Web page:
Repeated exposure to cocaine produces persistent adaptations in the brain resulting in an enhanced response to subsequent exposure to psychostimulants, opioids or stress. These include altered supraspinal activation patterns in numerous brain regions. For example, relative to controls, long-term cocaine abusers exhibit lower regional cerebral blood flow (rCBF), glucose utilization, and fMRI bold signaling in limbic regions such as the basal ganglia and frontal cortex and these alterations persist even after long periods of abstinence. However, it is not clear whether these differences in functional activation in the brain are a consequence of drug use or precede drug use and may underly a predisposition to drug addiction (DA). Noxious stimulation also increases neuronal activity in limbic regions and these effects are modulated by opioids in humans. In animals, neuroimaging studies have identified activation of similar brain regions following formalin injection or chronic constriction nerve injury (CCI). For example, twelve weeks following CCI, animals in chronic pain (CP) show a progressive increase in activation in multiple limbic regions, including the cingulate cortex, amygdala, periaqueductal grey and hypothalamic nuclei and limbic regions identified in DA. Unfortunately, no study has looked specifically for overlapping neural circuits in both DA and CP animals. Accordingly, we propose to identify the shared and unique supraspinal mechanisms involved in DA and CP animals and evaluate the effect of an analgesic treatment on these brain systems. First, we will characterize cognitive behaviors in DA and CP animals, coupled with (1) a neuroimaging technique for assessing localized changes in cerebral blood flow in an awake, freely moving animal and (2) receptor autoradioaugraphy to identify changes in dopamine and opioid receptor binding. Second, we will determine the effect of morphine administration on these systems. Specifically, we will identify changes in the activation within limbic regions involved in drug addiction and nociceptive processing. Results from this study will provide important insights into the CNS consequences and neural mechanisms of drug addiction and chronic pain that will lead to the development of new therapies for better management and treatment.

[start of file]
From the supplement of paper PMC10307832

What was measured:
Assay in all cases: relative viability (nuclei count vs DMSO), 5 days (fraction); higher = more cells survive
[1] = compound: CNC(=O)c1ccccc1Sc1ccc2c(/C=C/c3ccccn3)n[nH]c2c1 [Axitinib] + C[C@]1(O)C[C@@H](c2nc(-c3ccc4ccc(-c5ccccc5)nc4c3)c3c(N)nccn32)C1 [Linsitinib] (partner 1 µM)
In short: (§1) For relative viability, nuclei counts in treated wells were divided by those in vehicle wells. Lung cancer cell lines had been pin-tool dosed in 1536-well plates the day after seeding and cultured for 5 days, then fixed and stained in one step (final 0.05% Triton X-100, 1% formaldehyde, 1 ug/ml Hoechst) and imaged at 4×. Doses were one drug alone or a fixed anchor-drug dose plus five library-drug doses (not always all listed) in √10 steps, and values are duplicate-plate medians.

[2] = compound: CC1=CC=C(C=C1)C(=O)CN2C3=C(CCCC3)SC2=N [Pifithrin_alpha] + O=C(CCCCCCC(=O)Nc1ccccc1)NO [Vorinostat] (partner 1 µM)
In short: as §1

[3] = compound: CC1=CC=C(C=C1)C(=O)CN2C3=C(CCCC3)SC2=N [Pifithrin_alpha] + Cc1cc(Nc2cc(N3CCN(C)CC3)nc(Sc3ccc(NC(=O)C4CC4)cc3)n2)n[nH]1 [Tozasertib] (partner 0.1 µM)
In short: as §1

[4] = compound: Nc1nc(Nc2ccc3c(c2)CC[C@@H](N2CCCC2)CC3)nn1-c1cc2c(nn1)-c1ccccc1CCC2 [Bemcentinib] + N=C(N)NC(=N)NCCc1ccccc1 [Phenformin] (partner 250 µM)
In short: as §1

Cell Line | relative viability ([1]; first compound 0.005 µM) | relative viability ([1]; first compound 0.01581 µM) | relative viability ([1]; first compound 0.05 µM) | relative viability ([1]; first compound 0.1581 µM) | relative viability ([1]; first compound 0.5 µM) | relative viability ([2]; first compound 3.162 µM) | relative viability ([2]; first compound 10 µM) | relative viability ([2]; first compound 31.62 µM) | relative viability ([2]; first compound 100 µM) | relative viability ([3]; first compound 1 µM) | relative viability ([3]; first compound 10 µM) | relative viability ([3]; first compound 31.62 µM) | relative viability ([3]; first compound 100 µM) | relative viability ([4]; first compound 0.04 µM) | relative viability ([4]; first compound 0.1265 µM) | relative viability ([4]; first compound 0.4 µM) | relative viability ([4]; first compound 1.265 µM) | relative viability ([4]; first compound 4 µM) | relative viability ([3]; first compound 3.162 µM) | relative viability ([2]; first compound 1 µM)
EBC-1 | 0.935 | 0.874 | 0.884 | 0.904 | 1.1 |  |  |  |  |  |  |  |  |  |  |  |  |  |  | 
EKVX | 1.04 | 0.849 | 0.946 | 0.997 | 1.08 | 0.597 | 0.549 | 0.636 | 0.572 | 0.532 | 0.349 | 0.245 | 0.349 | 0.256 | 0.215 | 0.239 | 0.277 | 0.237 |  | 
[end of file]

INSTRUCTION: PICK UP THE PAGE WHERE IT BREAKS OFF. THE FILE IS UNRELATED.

Drug addiction and chronic pain represent two major problems for our society. Both lead to loss of worker productivity and destruction of family and social ties, to name a few. Results from this study will provide important insights into the CNS consequences and neural mechanisms of drug addiction and chronic pain that will lead to the development of new therapies for better management and treatment of these disorders.